The UAB Health System network is part, but separate from the uab campus network. The campus is basically our ISP. The drawing above shows the existing link (all the devices that are not highlighted in red). We are planning to add redundancy to our internet link. One option is to use another Hospital which is connected to the same fiber plant with us. Ideally, we would have these two links and be able to maintain our current DNS names which is a sub-domain off the uab campus domain (hs.uab.edu). Is this possible.
A picture which did not require a specific vendor's operating system and application to view would have been much more useful... but I'll attempt to answer your question anyway.
Your picture focuses on physical connectivity, which is the easy part. Your challenge is the routing connectivity, which in an environment like this usually means BGP. If both uab.edu and childrens.com are already multihomed with their own ASN, and you are part of uab.edu's ASN, then it is simply a matter of working out the details with childrens and all ISPs involved to advertise your IP address ranges to Children's and having them pass them upstream to their ISPs.
Depending upon how uab.edu have allocated their IP address ranges, and what arrangements they have with their ISPs, you will probably have to jump through some configuration hoops to avoid having all your traffic coming through Children's. You also have not mentioned if Children's wants to use you as an alternate route to the Internet.
On the other hand, if all you care about is getting access to the internet with no BGP involved (so your users can surf, but there are no services inside your organization (other than email) which must be accessed from the outside, an automated NAT scheme could do the job.
Almost any combination is possible, but a thorough understanding of BGP is essential in order to send traffic via the routes you want. Keeping your DNS names is a separate issue, and should be easy unless you have a weird setup, even if you wind up using a completely new range of IP addresses (which I doubt you want to do :-)
At the risk of sounding self-serving, your best bet is to sit down with a competent consultant who understands the issues involved in redundant ISP connectivity and pay for some good advice. (Hint, if the conversation starts with a presentation of their solution to your problem, rather than probing questions into what the problem really is, you're talking to a sales droid rather than a consultant. Don't let the title on the business card fool you!)
Unfortunately, there are a lot of unanswered questions in your question which influence the choice of an appropriate solution, from how your upstream choices are connected to their ISPs to what services you want to support and with what availability and security and cost. There is no "perfect" technology, and you will need to make tradeoffs and decisions based on what is most important to your users and what they can afford.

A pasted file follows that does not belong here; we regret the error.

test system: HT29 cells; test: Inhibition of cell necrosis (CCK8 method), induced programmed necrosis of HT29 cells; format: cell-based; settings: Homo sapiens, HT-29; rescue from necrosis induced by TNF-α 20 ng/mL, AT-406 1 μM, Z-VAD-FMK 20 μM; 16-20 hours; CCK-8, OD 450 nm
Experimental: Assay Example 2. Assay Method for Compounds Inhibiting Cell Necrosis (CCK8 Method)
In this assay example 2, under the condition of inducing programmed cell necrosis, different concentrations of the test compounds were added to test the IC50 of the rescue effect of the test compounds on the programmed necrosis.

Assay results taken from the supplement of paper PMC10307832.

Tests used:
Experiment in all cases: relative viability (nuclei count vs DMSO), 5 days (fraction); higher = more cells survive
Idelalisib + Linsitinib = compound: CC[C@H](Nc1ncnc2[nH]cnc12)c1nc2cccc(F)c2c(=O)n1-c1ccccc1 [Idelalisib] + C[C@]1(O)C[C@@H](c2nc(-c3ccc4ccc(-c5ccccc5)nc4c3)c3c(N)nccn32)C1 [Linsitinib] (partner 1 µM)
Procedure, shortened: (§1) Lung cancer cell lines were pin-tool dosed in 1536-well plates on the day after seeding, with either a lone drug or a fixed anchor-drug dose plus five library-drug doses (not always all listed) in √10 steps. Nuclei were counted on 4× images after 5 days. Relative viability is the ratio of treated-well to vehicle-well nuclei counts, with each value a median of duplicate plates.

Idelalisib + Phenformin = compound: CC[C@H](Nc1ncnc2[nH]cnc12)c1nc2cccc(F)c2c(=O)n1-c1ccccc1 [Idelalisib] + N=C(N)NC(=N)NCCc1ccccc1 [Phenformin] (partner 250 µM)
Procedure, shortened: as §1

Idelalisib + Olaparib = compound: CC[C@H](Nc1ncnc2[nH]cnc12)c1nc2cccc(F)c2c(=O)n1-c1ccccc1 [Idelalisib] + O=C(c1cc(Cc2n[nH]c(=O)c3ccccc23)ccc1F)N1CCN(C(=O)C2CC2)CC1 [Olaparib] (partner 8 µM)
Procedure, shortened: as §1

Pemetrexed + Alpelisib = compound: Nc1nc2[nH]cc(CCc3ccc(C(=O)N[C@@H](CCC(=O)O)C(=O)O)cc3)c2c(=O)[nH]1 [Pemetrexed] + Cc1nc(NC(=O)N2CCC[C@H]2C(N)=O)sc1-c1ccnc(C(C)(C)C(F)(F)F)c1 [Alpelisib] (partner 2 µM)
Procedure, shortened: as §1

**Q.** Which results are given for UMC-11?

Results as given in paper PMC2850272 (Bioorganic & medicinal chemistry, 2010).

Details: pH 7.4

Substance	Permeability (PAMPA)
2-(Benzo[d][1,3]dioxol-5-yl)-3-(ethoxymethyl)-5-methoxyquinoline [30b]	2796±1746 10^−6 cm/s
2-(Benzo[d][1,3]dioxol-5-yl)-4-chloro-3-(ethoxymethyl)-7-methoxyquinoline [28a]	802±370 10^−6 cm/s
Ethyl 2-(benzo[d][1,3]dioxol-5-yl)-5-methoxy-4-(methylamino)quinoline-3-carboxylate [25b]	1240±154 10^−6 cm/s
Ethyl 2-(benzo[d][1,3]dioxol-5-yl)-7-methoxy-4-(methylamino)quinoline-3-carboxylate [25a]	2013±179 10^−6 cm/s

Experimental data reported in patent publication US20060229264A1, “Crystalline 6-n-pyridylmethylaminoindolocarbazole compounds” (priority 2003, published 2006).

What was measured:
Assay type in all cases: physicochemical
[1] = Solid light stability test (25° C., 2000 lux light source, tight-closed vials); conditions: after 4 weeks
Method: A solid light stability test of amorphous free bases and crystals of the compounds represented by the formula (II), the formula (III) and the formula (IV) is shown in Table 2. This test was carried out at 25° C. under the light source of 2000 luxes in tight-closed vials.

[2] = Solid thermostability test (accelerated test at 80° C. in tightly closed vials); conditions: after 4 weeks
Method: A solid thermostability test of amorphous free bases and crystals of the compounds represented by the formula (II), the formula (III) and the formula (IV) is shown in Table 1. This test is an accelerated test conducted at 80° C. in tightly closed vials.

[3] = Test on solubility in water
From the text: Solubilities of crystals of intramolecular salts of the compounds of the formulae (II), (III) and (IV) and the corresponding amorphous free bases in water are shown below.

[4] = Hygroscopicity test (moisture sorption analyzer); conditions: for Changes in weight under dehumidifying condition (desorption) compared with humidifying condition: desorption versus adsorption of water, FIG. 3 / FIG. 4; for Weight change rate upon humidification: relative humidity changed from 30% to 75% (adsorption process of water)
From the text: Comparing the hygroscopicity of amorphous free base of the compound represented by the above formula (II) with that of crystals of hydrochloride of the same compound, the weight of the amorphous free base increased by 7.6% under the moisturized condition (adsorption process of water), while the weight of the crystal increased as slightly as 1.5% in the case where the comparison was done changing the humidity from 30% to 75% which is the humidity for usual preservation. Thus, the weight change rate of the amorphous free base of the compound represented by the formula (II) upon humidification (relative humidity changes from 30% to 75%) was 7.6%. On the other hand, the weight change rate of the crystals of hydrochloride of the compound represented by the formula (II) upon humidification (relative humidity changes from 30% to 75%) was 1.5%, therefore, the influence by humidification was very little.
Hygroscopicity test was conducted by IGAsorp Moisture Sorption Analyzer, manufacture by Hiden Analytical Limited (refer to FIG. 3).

BGP issues will be handled between Childrens.com and uab.edu.
At this point I'm trying to determine if the Children's redundancy is even an option. I assume the BGP stuff "technically" can be worked through. I'm not sure how the DNS stuff will be. Our network had an internal DNS that using the uab.edu DNS as a slave. (Network Registrar) I'm thinking that all .uab.edu names (ours being hs.uab.edu will resolve to the uab.edu authoratative server. Therefore if the uab.edu link is down, having a redundant link with childrens.com will be of now benefit??
You have a wide range of options for DNS which you will need to negotiate with uab.edu. For example, you could host a top level (uab.edu) DNS inside your LAN, which would make resolution available even if uab.edu went off line, or you could provide transit services so an existing uab.edu DNS could be reached through your Children's link (one of the challenges which will need to be dealt with in your BGP config is limiting transit traffic to what you want to transit your network). Another option is to have Children's serve up top level uab.edu on their DNS server.
Again, a lot will depend upon where and how you set up the connectivity. The key is that DNS is designed to work in a distributed, not so well connected environment, so you won't have protocol and consistency problems that have to be hacked to get the solution to work. It will take an understanding of your current environment and working relationships to set it up properly, but the problems are political rather than technical. Of course, you also realize that some of the most intractable networking challenges are political rather than technical...
Good luck and have fun. I've contributed about all I can without a consulting contract to pay for it, but one final suggestion is to move your questions over to the Network Infrastructure area where more BGP and DNS people hang out.
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